I do not go out of my way to read Michelle Malkin. Nor do I go out of my way to find news about hasty meal entrepreneur and talk show host Rachael Ray.
Yet somehow, here they are, bleeding through into my reading today:
What happened was that Ms. Ray, a spokeswoman for fried starch purveyor Dunkin' Donuts, wore a garment that looked a lot to me like a houndstooth scarf in a television spot. Ms. Malkin evidently sees all objects with a pattern similar to houndstooth as resembling a keffiyeh (example), which in her eyes is per se a statement of solidarity with the intifada. So, obviously, it has to go off the air.
To clarify, there are three issues here:
1) Not all checked scarves are keffiyehs.
2) Wearing a keffiyeh doesn't mean that you're in tight with the Al-Aqsa Martyr's Brigade or Hamas.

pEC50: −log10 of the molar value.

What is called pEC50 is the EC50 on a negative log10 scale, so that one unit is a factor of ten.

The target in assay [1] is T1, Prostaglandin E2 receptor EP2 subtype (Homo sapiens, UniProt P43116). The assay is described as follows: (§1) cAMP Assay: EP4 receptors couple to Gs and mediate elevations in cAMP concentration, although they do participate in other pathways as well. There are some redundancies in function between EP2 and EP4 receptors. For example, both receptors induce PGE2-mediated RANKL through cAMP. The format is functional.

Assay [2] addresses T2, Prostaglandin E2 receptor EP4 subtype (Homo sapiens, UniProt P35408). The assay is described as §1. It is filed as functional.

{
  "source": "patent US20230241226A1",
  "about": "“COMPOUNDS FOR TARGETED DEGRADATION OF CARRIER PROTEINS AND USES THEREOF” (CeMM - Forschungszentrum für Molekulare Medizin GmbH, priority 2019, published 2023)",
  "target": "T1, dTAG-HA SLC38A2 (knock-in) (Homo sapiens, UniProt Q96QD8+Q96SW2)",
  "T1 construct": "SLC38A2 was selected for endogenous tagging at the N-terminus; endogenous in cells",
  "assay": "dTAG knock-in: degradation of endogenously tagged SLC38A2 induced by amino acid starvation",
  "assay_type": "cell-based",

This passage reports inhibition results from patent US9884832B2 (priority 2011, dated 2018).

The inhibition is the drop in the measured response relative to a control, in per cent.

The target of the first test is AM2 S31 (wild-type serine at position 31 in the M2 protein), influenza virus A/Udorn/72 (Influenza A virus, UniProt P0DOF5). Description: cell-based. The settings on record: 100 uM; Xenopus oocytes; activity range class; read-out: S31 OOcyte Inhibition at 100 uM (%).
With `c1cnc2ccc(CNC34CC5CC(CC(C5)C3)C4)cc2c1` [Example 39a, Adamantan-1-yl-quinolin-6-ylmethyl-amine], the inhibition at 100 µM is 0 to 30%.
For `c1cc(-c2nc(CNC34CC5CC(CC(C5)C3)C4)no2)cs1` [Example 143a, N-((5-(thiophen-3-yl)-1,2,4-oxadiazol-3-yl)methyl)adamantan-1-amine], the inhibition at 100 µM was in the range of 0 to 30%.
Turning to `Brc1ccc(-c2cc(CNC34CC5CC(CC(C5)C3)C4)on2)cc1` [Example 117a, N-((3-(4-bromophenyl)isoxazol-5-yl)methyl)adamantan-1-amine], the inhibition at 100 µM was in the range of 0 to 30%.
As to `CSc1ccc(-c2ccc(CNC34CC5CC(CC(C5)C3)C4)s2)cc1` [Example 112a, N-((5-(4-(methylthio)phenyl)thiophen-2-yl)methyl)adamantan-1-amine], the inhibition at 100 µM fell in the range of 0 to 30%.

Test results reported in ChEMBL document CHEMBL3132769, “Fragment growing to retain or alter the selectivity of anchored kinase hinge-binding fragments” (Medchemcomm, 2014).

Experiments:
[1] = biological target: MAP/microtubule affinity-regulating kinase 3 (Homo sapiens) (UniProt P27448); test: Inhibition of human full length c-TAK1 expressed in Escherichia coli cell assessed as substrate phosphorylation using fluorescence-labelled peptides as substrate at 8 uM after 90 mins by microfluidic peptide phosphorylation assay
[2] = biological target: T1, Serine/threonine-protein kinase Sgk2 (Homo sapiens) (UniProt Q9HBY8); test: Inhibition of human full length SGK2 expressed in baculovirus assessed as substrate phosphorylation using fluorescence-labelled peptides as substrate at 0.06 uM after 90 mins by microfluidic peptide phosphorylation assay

3) Wearing a keffiyeh-looking object should not be enough to get you booted from American television.
The third should go without saying; we're a plural society here, and it really should be OK to wear a clothing item that millions of people, some of them Palestinian radicals, wear. Most agree that general clothing styles, by themselves, do not mean you subscribe to certain beliefs; e.g. this Ronald Reagan shirt does not mean you support violent Communist revolution. Sometimes a patterned scarf is a patterned scarf.
Furthermore, even if Ms. Ray has a copy of Walt & Mearsheimer's The Israel Lobby in her purse in that photo, as Americans we should be able to intelligently disagree about Middle Eastern policy without resort to blackballing doughnut commercials. Can we remember this again? Doughnuts. And coffee. Not policy.